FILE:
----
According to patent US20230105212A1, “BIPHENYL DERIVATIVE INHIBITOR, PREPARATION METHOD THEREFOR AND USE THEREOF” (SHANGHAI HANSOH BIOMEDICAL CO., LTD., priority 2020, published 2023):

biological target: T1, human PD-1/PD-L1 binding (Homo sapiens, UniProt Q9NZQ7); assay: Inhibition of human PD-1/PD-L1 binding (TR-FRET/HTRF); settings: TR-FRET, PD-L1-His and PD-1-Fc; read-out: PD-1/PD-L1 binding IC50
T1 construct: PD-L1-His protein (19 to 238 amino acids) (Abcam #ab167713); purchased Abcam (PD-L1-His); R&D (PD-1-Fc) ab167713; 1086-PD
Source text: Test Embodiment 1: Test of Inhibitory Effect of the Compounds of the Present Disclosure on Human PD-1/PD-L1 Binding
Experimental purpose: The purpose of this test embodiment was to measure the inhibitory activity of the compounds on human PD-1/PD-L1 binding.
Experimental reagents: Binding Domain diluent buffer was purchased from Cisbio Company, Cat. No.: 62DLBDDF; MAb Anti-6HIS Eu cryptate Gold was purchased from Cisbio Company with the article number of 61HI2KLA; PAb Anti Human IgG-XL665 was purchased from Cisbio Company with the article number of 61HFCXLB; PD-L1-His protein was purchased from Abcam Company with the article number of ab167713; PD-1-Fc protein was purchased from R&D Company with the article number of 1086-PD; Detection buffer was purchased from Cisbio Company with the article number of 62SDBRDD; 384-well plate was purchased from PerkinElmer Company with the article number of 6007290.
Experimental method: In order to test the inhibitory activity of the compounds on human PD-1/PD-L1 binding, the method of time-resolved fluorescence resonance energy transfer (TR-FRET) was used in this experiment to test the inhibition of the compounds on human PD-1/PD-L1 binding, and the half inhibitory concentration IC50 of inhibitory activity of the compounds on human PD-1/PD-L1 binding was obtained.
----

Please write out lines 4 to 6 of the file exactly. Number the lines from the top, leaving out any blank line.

Source text: Test Embodiment 1: Test of Inhibitory Effect of the Compounds of the Present Disclosure on Human PD-1/PD-L1 Binding
Experimental purpose: The purpose of this test embodiment was to measure the inhibitory activity of the compounds on human PD-1/PD-L1 binding.
Experimental reagents: Binding Domain diluent buffer was purchased from Cisbio Company, Cat. No.: 62DLBDDF; MAb Anti-6HIS Eu cryptate Gold was purchased from Cisbio Company with the article number of 61HI2KLA; PAb Anti Human IgG-XL665 was purchased from Cisbio Company with the article number of 61HFCXLB; PD-L1-His protein was purchased from Abcam Company with the article number of ab167713; PD-1-Fc protein was purchased from R&D Company with the article number of 1086-PD; Detection buffer was purchased from Cisbio Company with the article number of 62SDBRDD; 384-well plate was purchased from PerkinElmer Company with the article number of 6007290.